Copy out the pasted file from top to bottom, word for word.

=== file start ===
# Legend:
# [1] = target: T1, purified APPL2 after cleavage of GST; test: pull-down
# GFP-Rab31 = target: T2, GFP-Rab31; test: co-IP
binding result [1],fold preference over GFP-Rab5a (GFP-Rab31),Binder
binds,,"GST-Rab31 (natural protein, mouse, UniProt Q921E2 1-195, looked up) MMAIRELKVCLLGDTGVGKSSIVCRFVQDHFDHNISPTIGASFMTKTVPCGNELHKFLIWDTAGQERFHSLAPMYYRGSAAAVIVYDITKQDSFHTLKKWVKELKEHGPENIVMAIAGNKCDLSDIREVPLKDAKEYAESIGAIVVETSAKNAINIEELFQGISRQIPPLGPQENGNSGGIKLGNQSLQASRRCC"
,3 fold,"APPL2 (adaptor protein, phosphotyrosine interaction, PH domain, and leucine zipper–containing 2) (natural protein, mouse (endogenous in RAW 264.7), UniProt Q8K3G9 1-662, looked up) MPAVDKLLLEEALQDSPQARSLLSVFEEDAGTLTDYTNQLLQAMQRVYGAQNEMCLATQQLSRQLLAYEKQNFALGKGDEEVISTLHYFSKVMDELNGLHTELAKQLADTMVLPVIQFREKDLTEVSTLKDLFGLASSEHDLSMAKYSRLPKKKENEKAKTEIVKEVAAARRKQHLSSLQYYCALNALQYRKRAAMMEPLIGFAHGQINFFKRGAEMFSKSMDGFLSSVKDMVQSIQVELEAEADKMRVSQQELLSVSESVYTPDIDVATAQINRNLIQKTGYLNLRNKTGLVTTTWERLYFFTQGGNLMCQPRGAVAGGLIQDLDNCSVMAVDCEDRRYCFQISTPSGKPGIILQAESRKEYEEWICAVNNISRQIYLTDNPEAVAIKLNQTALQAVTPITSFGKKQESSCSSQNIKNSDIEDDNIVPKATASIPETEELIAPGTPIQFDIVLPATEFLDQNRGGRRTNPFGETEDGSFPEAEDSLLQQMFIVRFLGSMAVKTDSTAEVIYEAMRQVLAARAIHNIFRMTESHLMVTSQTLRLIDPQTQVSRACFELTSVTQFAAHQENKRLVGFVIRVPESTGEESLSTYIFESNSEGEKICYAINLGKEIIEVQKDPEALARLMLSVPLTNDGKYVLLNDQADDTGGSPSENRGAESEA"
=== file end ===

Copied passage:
# Legend:
# [1] = target: T1, purified APPL2 after cleavage of GST; test: pull-down
# GFP-Rab31 = target: T2, GFP-Rab31; test: co-IP
binding result [1],fold preference over GFP-Rab5a (GFP-Rab31),Binder
binds,,"GST-Rab31 (natural protein, mouse, UniProt Q921E2 1-195, looked up) MMAIRELKVCLLGDTGVGKSSIVCRFVQDHFDHNISPTIGASFMTKTVPCGNELHKFLIWDTAGQERFHSLAPMYYRGSAAAVIVYDITKQDSFHTLKKWVKELKEHGPENIVMAIAGNKCDLSDIREVPLKDAKEYAESIGAIVVETSAKNAINIEELFQGISRQIPPLGPQENGNSGGIKLGNQSLQASRRCC"
,3 fold,"APPL2 (adaptor protein, phosphotyrosine interaction, PH domain, and leucine zipper–containing 2) (natural protein, mouse (endogenous in RAW 264.7), UniProt Q8K3G9 1-662, looked up) MPAVDKLLLEEALQDSPQARSLLSVFEEDAGTLTDYTNQLLQAMQRVYGAQNEMCLATQQLSRQLLAYEKQNFALGKGDEEVISTLHYFSKVMDELNGLHTELAKQLADTMVLPVIQFREKDLTEVSTLKDLFGLASSEHDLSMAKYSRLPKKKENEKAKTEIVKEVAAARRKQHLSSLQYYCALNALQYRKRAAMMEPLIGFAHGQINFFKRGAEMFSKSMDGFLSSVKDMVQSIQVELEAEADKMRVSQQELLSVSESVYTPDIDVATAQINRNLIQKTGYLNLRNKTGLVTTTWERLYFFTQGGNLMCQPRGAVAGGLIQDLDNCSVMAVDCEDRRYCFQISTPSGKPGIILQAESRKEYEEWICAVNNISRQIYLTDNPEAVAIKLNQTALQAVTPITSFGKKQESSCSSQNIKNSDIEDDNIVPKATASIPETEELIAPGTPIQFDIVLPATEFLDQNRGGRRTNPFGETEDGSFPEAEDSLLQQMFIVRFLGSMAVKTDSTAEVIYEAMRQVLAARAIHNIFRMTESHLMVTSQTLRLIDPQTQVSRACFELTSVTQFAAHQENKRLVGFVIRVPESTGEESLSTYIFESNSEGEKICYAINLGKEIIEVQKDPEALARLMLSVPLTNDGKYVLLNDQADDTGGSPSENRGAESEA"